A selfie and an interview with director Choi Dong-Hoon

I met director Choi Dong-hoon at the opening for the London Korean Film Festival (LKFF). This was back in 2012 when he was showcasing his comedy heist film ‘The Thieves’ (2012) (도둑들)’
I remember tentatively approaching him for a photo after seeing his film. He was very friendly, we exchanged a few words, I took a photo, and that was it.
Ten years later and I am now meeting him under different circumstances. I am a Korea.Net reporter and have arranged for a press pass at this year’s London Korean Film Festival. His blockbuster film ‘Alienoid (외계+인 1부)’ is launching the opening of the festival, now in its 17th year. I am a little nervous as I think of the questions to ask him. I know one of them will involve taking a picture.
I get to the venue at the ICA, and meet two other journalists, who are both there to interview him as well. My good friend, Timothy Holm from the ‘Not So Korean Podcast’ and Luke Georgiades from the newly launched magazine ‘A Rabbits Foot’. A magazine dedicated to film, art culture and confessions. We all talk about our love for Korean film and what sparked our passion. A bond soon forms, and we agree to do a round table interview asking three questions each and to include director Choi’s responses in our  respective works.
Director Choi soon appears along with his interpreter. He does a couple of  quick fire social media interviews before he sits down with us.
 When it is my turn, I introduce myself and tell him we met ten years ago. He asks me if he has changed, and I pause as I show him the photo to which he exclaims ‘Oh my god! I changed a lot’. He surprisingly pulls out his Samsung flip phone and takes a photo of my photo. We all laugh and he agrees to take a follow up selfie. This is the only reason I have come, oh and to ask him some questions and see the movie.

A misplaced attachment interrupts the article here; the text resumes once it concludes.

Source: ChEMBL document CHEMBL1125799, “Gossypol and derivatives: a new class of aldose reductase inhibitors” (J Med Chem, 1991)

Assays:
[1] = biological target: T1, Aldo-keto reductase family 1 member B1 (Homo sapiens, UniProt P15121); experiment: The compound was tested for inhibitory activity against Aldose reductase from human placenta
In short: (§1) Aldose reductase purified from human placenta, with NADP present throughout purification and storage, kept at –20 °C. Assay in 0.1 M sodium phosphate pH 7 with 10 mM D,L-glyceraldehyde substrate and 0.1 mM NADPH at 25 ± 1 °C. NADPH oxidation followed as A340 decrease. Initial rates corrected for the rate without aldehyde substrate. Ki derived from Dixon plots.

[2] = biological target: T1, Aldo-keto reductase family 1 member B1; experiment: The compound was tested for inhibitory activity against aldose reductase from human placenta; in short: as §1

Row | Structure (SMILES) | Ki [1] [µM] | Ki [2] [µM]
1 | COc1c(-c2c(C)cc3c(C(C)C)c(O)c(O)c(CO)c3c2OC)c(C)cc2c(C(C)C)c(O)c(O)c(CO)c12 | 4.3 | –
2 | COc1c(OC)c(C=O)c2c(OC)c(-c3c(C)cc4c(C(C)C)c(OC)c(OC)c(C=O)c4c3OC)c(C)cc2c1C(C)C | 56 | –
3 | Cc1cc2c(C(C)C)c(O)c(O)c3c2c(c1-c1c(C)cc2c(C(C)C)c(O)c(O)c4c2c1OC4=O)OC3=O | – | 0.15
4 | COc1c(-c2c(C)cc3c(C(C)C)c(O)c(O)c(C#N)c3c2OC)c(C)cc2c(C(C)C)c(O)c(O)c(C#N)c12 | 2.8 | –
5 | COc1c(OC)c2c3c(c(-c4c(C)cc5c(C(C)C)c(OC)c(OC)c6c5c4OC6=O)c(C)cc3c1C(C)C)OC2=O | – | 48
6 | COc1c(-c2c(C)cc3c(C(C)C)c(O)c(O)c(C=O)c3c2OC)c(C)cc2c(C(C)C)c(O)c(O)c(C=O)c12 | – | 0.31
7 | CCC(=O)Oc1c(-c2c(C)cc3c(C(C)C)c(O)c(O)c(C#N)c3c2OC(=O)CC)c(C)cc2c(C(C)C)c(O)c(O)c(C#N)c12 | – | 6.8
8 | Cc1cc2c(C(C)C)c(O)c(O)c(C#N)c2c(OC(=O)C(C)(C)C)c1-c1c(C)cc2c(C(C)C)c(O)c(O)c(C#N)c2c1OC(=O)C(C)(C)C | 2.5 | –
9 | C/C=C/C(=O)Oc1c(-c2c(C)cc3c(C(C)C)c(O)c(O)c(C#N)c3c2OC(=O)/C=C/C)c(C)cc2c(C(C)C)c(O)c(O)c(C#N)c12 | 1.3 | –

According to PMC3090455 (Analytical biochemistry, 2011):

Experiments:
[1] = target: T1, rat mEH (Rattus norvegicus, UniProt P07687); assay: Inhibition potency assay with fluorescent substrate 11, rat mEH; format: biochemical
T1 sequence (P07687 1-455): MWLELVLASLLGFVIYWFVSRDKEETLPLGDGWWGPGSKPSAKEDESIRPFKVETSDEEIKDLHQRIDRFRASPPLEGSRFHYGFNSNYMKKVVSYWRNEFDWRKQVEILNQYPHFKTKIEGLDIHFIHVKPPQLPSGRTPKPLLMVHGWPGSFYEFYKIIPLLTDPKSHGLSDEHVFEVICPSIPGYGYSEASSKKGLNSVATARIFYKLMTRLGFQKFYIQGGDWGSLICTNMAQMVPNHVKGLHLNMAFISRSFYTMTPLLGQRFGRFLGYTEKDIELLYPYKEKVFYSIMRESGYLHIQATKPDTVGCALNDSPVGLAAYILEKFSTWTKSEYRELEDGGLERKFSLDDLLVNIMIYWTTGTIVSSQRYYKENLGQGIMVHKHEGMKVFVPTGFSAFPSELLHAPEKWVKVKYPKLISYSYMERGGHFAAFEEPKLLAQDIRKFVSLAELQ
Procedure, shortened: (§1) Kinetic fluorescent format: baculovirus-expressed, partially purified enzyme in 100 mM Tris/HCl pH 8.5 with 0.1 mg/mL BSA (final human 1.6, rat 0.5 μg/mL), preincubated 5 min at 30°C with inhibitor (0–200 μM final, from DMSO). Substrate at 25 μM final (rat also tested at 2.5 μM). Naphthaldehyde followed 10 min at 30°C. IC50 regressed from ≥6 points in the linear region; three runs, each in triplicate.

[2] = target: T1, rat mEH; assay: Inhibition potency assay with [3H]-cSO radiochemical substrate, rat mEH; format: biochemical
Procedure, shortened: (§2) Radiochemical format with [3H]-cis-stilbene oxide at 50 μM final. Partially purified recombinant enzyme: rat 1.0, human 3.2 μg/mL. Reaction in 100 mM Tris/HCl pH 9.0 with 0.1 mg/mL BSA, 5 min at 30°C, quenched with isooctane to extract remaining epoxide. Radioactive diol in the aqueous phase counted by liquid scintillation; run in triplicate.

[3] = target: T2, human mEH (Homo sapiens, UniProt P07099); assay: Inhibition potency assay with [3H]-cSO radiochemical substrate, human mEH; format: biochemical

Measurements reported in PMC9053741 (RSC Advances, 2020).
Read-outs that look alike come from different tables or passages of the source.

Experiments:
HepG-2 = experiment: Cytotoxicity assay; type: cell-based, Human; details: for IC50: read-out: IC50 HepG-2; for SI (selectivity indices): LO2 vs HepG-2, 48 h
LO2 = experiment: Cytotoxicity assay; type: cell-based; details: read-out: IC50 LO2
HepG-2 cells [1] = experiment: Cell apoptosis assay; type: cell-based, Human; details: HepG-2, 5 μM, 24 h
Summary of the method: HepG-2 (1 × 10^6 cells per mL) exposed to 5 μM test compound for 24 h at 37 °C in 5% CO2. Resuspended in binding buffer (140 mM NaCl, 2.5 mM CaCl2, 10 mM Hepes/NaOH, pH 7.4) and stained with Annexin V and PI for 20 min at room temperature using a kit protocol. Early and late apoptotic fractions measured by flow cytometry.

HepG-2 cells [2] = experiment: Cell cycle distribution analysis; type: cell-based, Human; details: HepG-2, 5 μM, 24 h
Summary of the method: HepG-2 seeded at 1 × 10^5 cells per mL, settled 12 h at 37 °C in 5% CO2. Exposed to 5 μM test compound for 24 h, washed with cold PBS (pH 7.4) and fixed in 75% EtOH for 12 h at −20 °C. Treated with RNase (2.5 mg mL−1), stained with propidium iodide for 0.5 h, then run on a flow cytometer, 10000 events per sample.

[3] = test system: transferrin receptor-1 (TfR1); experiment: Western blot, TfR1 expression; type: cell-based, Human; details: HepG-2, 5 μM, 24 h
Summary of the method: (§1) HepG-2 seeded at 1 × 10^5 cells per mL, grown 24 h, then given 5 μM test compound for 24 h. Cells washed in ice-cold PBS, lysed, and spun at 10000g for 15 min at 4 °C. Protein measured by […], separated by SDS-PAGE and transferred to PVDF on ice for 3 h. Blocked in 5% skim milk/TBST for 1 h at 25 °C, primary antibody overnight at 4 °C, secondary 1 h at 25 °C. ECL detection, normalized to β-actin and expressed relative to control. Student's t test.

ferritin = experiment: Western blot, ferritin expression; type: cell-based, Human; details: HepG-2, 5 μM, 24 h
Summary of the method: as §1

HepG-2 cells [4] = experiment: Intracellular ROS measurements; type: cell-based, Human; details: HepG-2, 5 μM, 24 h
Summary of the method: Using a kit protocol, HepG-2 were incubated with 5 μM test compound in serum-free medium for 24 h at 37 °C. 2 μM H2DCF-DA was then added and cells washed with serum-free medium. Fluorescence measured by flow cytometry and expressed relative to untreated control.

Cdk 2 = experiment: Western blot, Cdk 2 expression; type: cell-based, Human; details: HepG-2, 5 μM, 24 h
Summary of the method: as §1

Below I have summarised the themes of the questions that were  asked and have included director Choi’s answers in the first person.

On mixing various genres in Alienoid

“It really started from two curiosities. The first being, when I think of science fiction, I think this is something that might happen in the future. However, fantasy is something that never happens, but I hope that it is does. I wanted to see what would happen if I combined those two, slightly different but similar concepts together.

The second curiosity being what would happen if an alien would fight a traditional Korean magician.”

Where he gets his inspiration.

“When I was a teenager, I was a bad child because I would lie to my parents and go out to the cinema and watch several films over the weekend.  However, the memories of what I watched as a child live with me and they are somehow reflected in this film. [References to Back to the Future, Terminator, Alien are strongly represented in this film]. The experience of being excited about watching a film in the cinema still lives with me and I think that is one of the elements that comes across in my films.

The biggest source of inspiration is is my film.  ‘Jeon Woo-chi: The Taoist Wizard ‘ (2009) (전우치) It is my own creation, but it serves as a stimulant and a challenge for me.”

Why he feels his films connect with audiences

“My stories are always simple and focus on people meeting, their journey together and then people parting ways.  I try to package this with fun elements, so it does not seem like this is the only focus. I always ensure there is an open ending, so people are unsure of what is going to happen next. However, I think the main connection is people meeting and parting that resonates with the audience.”

On scripting and changes in the film making process